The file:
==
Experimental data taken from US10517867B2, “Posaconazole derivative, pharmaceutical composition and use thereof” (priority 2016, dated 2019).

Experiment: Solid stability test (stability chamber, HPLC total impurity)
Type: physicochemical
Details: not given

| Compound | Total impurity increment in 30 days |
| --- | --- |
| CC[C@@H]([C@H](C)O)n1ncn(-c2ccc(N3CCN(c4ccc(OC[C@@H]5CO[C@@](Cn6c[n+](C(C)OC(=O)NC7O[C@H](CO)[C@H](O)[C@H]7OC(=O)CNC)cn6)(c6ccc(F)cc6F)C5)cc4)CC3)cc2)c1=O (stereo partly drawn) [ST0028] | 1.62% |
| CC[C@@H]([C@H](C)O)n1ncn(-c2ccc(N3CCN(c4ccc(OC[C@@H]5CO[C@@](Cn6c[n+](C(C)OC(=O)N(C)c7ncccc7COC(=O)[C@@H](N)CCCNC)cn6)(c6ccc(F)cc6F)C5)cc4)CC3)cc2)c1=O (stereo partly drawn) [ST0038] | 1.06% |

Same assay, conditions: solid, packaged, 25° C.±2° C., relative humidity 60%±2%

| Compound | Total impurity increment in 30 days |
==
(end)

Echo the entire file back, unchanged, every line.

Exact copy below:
Experimental data taken from US10517867B2, “Posaconazole derivative, pharmaceutical composition and use thereof” (priority 2016, dated 2019).

Experiment: Solid stability test (stability chamber, HPLC total impurity)
Type: physicochemical
Details: not given

| Compound | Total impurity increment in 30 days |
| --- | --- |
| CC[C@@H]([C@H](C)O)n1ncn(-c2ccc(N3CCN(c4ccc(OC[C@@H]5CO[C@@](Cn6c[n+](C(C)OC(=O)NC7O[C@H](CO)[C@H](O)[C@H]7OC(=O)CNC)cn6)(c6ccc(F)cc6F)C5)cc4)CC3)cc2)c1=O (stereo partly drawn) [ST0028] | 1.62% |
| CC[C@@H]([C@H](C)O)n1ncn(-c2ccc(N3CCN(c4ccc(OC[C@@H]5CO[C@@](Cn6c[n+](C(C)OC(=O)N(C)c7ncccc7COC(=O)[C@@H](N)CCCNC)cn6)(c6ccc(F)cc6F)C5)cc4)CC3)cc2)c1=O (stereo partly drawn) [ST0038] | 1.06% |

Same assay, conditions: solid, packaged, 25° C.±2° C., relative humidity 60%±2%

| Compound | Total impurity increment in 30 days |